• Blogs aren’t out of the question here. All too often, blogs are seen as top-of-funnel content, and for the most part, they are, but there are still plenty of keywords to target with long-form content that i would categorize as mid-funnel. For example: what to look for in a [service provider], x questions to ask when vetting a [provider], or how to find a good [provider].

blog posts across the content marketing funnelClick to enlarge

Bottom-of-funnel content

Now, your audience member has decided that they want to purchase the type of solution you provide. They’re pretty sure they want your solution specifically, but still need a little convincing and/or guidance.

Their goal is to feel confident in choosing you and in the particular product/service they choose.

Your goal is to get them to convert obviously, but it’s also to address any objections and hesitations.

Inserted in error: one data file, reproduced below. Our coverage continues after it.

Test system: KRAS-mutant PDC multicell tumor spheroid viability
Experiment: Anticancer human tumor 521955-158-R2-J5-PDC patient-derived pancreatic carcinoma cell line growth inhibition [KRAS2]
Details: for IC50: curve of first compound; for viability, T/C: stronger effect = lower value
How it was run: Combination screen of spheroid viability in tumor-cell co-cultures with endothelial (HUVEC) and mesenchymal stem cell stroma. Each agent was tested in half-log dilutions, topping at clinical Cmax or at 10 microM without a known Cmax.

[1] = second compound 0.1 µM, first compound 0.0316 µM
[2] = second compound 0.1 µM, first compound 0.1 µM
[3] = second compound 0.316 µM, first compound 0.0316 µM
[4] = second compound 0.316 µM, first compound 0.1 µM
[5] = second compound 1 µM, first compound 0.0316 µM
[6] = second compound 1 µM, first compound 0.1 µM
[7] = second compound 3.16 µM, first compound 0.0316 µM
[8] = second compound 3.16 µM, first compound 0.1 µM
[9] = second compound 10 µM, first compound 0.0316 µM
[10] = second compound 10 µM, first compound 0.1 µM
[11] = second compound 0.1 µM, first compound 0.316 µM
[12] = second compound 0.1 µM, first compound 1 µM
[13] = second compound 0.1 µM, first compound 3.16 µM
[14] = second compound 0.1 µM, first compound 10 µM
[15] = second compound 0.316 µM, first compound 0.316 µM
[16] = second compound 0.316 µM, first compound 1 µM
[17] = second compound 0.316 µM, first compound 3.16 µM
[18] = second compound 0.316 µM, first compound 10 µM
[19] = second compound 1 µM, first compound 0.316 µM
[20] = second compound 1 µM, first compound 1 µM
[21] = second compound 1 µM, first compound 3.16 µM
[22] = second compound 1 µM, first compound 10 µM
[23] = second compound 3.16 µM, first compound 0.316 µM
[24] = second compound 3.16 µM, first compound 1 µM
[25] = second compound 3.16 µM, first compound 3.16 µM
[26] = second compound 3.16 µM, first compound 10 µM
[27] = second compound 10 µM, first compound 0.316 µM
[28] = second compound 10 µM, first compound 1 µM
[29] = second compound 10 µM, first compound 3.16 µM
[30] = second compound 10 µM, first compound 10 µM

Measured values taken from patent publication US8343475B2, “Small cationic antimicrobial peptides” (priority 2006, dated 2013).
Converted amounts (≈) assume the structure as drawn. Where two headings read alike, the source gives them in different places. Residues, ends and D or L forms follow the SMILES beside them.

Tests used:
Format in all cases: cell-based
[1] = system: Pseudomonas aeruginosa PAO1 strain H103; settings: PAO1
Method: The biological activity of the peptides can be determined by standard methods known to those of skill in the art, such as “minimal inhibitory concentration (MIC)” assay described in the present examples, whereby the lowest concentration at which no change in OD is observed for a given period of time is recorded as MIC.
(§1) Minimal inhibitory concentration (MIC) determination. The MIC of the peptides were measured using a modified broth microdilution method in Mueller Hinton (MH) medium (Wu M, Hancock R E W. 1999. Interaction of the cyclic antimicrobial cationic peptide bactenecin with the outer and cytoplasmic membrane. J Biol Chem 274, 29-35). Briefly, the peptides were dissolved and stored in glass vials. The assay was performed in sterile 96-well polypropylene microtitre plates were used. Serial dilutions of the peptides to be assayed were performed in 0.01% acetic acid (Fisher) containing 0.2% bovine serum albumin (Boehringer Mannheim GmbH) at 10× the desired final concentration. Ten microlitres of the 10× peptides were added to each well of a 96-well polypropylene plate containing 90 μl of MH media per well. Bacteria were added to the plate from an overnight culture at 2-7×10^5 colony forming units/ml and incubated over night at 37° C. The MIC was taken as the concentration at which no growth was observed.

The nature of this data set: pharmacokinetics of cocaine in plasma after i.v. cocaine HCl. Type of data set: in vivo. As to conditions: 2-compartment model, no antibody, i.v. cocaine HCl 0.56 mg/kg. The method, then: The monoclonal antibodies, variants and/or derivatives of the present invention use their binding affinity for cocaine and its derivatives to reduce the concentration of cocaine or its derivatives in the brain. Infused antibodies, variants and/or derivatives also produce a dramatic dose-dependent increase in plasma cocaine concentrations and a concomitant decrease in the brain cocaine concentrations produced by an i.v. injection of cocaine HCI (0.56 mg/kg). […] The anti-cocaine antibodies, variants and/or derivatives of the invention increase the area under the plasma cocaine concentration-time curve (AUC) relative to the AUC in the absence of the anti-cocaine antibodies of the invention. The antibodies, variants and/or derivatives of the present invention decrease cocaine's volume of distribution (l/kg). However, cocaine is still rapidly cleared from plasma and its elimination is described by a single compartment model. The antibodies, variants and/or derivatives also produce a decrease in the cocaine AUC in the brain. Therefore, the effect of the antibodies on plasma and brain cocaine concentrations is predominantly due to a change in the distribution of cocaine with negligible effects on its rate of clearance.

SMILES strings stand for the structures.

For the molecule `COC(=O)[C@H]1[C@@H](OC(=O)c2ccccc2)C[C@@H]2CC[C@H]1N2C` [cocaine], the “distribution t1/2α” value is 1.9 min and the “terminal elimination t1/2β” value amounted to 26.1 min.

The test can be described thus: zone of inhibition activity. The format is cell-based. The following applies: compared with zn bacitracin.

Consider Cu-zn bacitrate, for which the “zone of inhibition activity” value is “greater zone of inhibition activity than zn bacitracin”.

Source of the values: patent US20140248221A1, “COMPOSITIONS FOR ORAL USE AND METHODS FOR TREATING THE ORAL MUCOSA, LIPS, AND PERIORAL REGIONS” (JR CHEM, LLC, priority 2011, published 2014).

Bottom-of-funnel content types

  • Case studies (can also be mid-funnel)
  • Comparison tools/sheets
  • Pitch decks
  • Product page
  • Pricing page
  • Spec sheets

Bottom-of-funnel content tips

Hyper-target: All of your content should be geared for your target audience, but at this stage particularly, it should be catered to very specific buyer personas and even personalized to the prospect (such as with a pitch deck)

Copywriting is important here: The prospect is now in scrutiny mode, so every detail counts! Use my tips on how to write copy that sells so you can make the most of this content.

Always be testing these pages: Try out different call to action phrases, information presentation, and page structure, and also make sure that these pages are free of pop-ups or other widgets that might interfere or interrupt the experience.